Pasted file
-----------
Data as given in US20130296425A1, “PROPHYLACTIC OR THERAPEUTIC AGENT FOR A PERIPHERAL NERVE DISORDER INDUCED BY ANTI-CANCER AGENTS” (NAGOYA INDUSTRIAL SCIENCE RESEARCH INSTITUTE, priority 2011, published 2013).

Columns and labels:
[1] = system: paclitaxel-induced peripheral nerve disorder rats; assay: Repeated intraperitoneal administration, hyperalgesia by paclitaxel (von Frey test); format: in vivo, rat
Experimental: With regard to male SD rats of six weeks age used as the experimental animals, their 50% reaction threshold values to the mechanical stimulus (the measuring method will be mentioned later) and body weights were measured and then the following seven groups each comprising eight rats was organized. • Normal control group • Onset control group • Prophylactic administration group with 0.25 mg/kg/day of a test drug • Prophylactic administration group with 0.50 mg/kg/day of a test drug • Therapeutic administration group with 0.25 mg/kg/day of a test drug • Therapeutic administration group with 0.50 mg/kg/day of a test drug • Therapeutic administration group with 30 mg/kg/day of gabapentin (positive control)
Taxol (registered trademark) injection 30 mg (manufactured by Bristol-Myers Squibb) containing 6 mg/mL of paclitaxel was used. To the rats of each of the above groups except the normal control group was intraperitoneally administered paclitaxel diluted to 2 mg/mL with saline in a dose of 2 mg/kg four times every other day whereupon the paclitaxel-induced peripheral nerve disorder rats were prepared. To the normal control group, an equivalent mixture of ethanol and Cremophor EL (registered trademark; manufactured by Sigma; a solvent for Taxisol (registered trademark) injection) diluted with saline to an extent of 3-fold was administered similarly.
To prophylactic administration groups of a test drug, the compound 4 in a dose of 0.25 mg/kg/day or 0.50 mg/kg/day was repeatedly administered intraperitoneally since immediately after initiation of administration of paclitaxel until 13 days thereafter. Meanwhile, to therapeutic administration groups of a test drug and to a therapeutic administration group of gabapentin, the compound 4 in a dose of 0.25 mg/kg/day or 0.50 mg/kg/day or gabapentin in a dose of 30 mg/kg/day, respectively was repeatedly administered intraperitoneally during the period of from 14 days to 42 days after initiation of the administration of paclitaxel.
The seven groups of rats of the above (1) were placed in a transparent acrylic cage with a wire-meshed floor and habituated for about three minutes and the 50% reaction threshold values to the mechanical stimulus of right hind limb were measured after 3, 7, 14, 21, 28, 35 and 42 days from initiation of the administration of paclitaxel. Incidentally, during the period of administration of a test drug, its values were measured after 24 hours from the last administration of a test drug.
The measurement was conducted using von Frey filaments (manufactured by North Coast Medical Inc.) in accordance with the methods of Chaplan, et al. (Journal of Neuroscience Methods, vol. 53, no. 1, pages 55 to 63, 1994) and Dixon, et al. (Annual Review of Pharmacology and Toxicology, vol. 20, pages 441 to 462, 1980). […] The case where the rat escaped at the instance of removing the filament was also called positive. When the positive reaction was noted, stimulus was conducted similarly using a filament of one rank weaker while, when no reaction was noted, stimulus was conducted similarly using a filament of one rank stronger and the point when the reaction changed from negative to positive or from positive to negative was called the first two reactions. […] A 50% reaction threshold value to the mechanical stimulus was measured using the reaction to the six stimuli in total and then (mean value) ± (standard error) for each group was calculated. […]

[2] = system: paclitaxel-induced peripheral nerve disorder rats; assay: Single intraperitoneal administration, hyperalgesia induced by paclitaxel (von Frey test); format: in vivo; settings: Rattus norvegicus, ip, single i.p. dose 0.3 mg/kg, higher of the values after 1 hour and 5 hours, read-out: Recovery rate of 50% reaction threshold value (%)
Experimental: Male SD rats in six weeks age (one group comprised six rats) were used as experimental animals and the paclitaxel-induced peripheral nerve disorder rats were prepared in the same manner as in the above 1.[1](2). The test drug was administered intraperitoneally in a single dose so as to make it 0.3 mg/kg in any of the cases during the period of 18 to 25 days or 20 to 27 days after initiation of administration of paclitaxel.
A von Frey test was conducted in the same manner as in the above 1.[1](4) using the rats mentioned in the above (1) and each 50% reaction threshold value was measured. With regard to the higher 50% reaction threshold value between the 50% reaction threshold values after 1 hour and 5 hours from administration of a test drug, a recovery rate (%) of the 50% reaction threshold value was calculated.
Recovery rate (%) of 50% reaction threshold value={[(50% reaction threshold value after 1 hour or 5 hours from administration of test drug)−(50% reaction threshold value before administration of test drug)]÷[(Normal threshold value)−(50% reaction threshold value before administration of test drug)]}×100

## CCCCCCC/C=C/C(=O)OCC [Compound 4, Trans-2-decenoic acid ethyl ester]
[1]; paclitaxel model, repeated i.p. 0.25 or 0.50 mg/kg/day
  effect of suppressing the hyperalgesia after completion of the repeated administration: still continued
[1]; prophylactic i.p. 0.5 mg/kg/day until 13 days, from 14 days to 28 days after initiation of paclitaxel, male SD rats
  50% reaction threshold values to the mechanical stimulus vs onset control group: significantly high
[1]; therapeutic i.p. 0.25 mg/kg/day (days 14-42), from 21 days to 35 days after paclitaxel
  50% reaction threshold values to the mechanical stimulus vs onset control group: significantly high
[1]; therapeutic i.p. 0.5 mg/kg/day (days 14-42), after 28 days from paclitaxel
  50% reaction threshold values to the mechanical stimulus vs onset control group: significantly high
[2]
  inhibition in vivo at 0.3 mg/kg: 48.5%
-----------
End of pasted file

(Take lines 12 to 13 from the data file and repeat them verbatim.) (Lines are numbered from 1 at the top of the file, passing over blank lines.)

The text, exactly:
Recovery rate (%) of 50% reaction threshold value={[(50% reaction threshold value after 1 hour or 5 hours from administration of test drug)−(50% reaction threshold value before administration of test drug)]÷[(Normal threshold value)−(50% reaction threshold value before administration of test drug)]}×100

## CCCCCCC/C=C/C(=O)OCC [Compound 4, Trans-2-decenoic acid ethyl ester]